Wind farms have been second-class citizens in New England’s power system.
Because their output is dictated by how hard the wind is blowing, and because most wind farms are located in remote areas with small transmission lines, their ability to get on the system has been limited.
If there was a risk that a wind farm might produce more power than local transmission lines could handle, the system operators at ISO New England had to manually call each wind farm and ask it to reduce output.
This was a complicated and time-consuming process in shifting wind conditions. Operators tended to be conservative and curtail output sooner, or by larger amounts, than might otherwise be needed.
Now that’s changing. It’s part of an effort to integrate weather-dependent renewable energy sources into New England’s power grid.
The 21 major wind farms in New England have a capacity to generate 970 megawatts. Based on the average amount of time the wind blows, they can serve 237,000 homes a year. Fourteen of the wind farms are in Maine, with a capacity of 602 megawatts.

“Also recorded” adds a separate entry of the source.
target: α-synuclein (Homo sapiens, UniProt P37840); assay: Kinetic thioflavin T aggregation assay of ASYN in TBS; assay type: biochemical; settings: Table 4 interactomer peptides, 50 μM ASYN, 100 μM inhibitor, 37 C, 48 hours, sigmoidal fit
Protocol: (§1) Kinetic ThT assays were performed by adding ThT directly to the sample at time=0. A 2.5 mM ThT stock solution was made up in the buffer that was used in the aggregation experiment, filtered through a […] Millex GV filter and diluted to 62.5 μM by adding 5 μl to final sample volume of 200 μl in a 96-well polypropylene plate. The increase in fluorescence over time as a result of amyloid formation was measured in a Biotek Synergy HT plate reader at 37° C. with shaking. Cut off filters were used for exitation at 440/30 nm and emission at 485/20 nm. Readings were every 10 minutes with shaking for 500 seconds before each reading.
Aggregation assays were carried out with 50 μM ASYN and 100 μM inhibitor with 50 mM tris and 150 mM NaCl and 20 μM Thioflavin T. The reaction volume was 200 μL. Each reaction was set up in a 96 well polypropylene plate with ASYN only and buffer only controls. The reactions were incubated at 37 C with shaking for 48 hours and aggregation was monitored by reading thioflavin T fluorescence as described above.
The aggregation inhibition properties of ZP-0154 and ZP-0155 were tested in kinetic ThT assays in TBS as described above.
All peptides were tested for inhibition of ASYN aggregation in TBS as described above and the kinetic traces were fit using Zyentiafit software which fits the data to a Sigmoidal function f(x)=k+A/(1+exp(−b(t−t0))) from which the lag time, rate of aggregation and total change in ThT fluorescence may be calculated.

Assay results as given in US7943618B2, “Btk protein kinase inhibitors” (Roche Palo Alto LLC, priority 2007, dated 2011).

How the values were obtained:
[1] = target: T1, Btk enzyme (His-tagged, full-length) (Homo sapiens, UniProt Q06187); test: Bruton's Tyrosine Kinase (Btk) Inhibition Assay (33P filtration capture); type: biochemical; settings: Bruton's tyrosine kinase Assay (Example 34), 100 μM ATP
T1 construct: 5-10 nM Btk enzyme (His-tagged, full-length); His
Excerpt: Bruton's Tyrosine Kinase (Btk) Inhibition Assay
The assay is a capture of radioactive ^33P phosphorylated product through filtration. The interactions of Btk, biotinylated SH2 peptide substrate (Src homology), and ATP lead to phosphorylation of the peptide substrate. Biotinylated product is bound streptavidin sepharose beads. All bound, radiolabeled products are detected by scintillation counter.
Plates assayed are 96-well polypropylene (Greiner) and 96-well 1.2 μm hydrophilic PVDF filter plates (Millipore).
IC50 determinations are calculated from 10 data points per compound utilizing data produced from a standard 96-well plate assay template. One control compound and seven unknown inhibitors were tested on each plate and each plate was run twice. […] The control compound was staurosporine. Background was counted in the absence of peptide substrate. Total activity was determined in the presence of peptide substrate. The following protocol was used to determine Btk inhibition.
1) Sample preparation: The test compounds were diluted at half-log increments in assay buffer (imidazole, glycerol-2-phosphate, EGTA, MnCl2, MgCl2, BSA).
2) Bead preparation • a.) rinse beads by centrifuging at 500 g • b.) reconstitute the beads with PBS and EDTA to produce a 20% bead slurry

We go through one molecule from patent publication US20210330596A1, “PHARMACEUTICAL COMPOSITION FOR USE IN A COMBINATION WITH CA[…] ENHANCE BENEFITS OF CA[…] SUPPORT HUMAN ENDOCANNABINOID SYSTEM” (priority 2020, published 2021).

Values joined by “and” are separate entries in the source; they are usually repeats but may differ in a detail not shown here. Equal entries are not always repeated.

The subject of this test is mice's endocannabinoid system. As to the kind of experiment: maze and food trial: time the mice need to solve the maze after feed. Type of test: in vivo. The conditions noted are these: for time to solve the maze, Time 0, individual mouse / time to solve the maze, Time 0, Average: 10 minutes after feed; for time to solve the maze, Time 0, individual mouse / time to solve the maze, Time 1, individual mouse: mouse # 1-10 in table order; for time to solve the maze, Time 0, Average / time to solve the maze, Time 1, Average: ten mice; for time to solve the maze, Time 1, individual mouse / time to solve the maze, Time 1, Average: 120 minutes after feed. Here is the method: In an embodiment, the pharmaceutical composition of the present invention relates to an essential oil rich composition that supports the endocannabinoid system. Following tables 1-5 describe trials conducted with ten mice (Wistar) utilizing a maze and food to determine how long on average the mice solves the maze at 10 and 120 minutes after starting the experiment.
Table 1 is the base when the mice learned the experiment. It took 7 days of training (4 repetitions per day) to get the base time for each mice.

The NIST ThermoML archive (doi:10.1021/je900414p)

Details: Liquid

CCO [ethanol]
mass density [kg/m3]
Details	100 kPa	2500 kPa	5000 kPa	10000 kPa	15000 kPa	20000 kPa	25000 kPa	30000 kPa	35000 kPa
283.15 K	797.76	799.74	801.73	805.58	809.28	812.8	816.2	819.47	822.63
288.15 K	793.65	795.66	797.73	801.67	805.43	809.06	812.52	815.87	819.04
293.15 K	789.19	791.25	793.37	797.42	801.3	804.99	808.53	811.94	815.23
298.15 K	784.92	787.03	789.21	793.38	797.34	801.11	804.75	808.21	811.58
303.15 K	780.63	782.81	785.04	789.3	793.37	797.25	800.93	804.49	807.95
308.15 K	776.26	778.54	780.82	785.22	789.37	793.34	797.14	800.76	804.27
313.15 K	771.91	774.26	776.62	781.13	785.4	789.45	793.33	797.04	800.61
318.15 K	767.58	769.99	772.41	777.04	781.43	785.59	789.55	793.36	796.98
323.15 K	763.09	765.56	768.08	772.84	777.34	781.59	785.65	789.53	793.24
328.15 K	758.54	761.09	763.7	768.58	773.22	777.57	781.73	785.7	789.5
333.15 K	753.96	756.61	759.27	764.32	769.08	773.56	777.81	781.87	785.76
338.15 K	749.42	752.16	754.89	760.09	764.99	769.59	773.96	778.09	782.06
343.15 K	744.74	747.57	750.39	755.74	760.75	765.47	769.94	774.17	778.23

As of last month, wind farms and small, intermittent hydro-electric dams have begun getting automatic, electronic dispatch instructions every five minutes from ISO New England.
ISO New England also gets wind and weather data from each farm. It’s fed into a forecast that’s constantly being updated by a company in Europe.
The forecasts have proven to be very accurate, which give the wind farms and system operators a good sense of how much power can be produced. That information lets the ISO set a ceiling for each farm’s output, a top end that can be changed continually so that turbines can produce as much power as possible, without the risk of overloading transmission lines.
The automatic system also lets wind farms compete on price with other generators to sell energy into the wholesale market.
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